Roadmap to a Virtual Program provides framework when planning virtual education
Asking questions during the planning process and being intentional in the outcome can lead to virtual program success.
The COVID-19 pandemic led to increases in virtual programming for many organizations focused on education. While virtual programming can provide challenges due to increased screen time and the accessibility or understanding of technology by participants, virtual programming can provide some benefits including expanded audiences and increased access to content. It can allow for interaction between participants who might never have met or interacted before and for easier access to video, audio and even text files than in some in-person settings. For virtual programming content to be a success, however, it needs to be thoughtfully planned.
The Roadmap to a Virtual Program provides a framework and guiding questions to use when developing a virtual program. The key to a successful program is to start with intentional planning. The planning process for a virtual program should be similar to the planning process for a face-to-face program that involved hands-on learning and engagement with the content. Challenges arise when time is not taken to work through the planning process for virtual programs because facilitators think it is “just talking online.” In fact, approaching the virtual program as though it were face-to-face helps generate a thoughtful, engaging and interactive program for youth or adults.
When planning a program, the outcomes or objectives for the program should be determined first. What do you want participants to learn or take away from attending this program? Who is your target audience? Are you gearing the program towards older youth? Senior citizens? Families with small children? The answers to these questions will shape how many participants you want to attend, when the program is offered, what platform you use and how long the program should be. Consider their comfort level online, their attention span, the times or places they might most want to learn virtually, and what methods will create the best learning environment for participants.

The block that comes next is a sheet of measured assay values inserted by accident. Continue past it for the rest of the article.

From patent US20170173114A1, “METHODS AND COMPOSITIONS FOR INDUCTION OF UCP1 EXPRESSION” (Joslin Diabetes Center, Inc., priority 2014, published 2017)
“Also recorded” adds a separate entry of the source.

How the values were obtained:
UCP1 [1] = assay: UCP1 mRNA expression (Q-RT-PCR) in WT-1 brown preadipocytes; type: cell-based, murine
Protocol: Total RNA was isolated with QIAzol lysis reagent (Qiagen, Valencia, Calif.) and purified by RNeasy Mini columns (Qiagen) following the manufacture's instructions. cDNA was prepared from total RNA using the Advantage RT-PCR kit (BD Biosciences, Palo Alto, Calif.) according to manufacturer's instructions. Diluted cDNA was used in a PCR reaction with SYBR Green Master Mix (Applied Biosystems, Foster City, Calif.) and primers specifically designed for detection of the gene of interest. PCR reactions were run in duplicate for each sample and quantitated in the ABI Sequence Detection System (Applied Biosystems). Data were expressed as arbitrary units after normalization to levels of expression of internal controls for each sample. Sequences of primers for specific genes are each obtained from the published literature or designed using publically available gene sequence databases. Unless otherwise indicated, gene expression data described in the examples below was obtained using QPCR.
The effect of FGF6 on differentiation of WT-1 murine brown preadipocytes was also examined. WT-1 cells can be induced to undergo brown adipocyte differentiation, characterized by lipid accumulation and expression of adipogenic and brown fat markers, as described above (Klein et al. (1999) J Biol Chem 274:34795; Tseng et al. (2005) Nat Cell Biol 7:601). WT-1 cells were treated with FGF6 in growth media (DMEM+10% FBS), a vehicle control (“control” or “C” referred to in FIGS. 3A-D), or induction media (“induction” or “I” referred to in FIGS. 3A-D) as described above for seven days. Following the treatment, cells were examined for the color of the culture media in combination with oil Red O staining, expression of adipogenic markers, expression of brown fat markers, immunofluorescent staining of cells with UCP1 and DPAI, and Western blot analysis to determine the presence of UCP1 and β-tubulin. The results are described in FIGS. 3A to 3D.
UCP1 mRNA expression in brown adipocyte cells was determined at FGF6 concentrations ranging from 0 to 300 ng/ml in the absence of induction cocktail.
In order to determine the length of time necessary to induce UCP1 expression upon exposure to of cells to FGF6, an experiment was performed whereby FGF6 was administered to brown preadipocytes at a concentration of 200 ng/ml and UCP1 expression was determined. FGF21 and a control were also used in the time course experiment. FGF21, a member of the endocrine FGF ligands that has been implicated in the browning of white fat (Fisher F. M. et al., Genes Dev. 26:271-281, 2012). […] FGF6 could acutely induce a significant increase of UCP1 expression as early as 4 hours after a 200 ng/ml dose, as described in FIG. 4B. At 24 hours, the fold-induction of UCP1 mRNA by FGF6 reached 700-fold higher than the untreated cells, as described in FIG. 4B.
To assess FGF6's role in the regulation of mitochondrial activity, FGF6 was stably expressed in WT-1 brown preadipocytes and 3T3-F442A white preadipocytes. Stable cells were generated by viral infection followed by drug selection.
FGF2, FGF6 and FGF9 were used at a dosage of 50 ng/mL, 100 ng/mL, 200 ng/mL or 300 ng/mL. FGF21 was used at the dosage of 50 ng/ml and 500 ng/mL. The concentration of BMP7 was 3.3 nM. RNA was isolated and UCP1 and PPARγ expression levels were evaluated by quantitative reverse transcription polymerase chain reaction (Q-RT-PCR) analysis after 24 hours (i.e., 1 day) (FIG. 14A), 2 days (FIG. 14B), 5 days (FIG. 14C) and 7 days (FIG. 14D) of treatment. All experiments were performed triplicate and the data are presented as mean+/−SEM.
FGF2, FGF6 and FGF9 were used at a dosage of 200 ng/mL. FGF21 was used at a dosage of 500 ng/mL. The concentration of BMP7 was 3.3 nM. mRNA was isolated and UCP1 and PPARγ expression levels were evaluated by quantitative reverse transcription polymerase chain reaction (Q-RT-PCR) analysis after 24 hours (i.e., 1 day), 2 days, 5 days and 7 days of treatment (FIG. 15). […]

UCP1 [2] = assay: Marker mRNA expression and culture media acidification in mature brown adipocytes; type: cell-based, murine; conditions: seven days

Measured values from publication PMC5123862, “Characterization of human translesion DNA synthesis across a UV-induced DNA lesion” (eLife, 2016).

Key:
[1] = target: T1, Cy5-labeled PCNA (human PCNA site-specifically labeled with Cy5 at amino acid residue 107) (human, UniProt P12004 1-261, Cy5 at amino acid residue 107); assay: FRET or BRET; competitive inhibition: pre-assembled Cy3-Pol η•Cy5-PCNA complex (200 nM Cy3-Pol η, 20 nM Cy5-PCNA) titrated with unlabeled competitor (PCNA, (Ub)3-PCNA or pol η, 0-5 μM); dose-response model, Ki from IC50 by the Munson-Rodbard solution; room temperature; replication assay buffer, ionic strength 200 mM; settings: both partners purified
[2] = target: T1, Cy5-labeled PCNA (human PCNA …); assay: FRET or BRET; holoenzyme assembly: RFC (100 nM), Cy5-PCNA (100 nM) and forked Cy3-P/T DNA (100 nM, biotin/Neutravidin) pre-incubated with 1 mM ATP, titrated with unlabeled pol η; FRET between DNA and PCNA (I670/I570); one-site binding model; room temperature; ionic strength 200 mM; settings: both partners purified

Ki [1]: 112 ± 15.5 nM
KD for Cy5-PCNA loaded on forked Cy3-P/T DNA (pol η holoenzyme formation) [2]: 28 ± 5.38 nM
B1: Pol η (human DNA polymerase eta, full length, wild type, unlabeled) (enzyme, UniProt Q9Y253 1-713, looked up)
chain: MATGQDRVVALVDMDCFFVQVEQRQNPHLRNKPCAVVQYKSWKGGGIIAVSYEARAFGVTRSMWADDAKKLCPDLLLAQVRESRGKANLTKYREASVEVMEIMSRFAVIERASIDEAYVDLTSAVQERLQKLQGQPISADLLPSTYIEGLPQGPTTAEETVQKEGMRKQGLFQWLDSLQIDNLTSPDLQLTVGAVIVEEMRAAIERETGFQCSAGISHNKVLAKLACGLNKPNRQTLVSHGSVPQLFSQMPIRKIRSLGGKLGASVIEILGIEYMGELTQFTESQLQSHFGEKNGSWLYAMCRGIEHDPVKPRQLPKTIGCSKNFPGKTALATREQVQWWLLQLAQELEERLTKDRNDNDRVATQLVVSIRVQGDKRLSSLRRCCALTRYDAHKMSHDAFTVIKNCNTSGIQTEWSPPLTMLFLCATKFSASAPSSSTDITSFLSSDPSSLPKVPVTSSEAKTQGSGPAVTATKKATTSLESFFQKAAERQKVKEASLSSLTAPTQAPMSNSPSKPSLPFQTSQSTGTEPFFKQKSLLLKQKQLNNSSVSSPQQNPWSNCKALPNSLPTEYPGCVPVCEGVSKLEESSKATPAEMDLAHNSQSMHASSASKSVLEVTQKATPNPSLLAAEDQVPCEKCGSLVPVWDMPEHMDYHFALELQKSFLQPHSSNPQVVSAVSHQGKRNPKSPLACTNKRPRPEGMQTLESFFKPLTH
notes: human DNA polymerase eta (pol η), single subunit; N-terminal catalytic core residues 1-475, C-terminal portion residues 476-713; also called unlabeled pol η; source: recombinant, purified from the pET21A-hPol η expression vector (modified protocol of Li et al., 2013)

Having extended learning and interactive features is helpful to the learning environment in the virtual setting, too. In person, you may have included hands-on activities, small group discussion, question and answer, and icebreakers. Consider ways to incorporate those same types of activities in your virtual setting using tools within your technology platform, creative changes in teaching approach to include video, audio or diverse speakers, and time for group or small group conversation. Utilize chat or open microphone opportunities with colleagues or trained volunteers helping to monitor and engage participants. These techniques help participants stay focused during the virtual presentation and enhances the learning experience.
Similar to your face-to-face program, practice your content in advance with all facilitators and arrive early to set up and make sure technology is working. Consider your clothing, video background and sound quality to demonstrate your most professional self. If programming with youth, make sure to ensure that youth safety and youth voice are considered in your program.
The Roadmap to a Virtual Program outlines many important questions to ask yourself in your planning process for before, during and after the program so your virtual program can be a success.
Michigan State University Extension and Michigan 4-H Youth Development help to prepare young people for successful futures. As a result of career exploration and workforce preparation activities, thousands of Michigan youth are better equipped to make important decisions about their professional future, ready to contribute to the workforce and able to take fiscal responsibility in their personal lives. For more information or resources on career exploration, workforce preparation, financial education, or entrepreneurship, contact 4-HCareerPrep@msu.edu.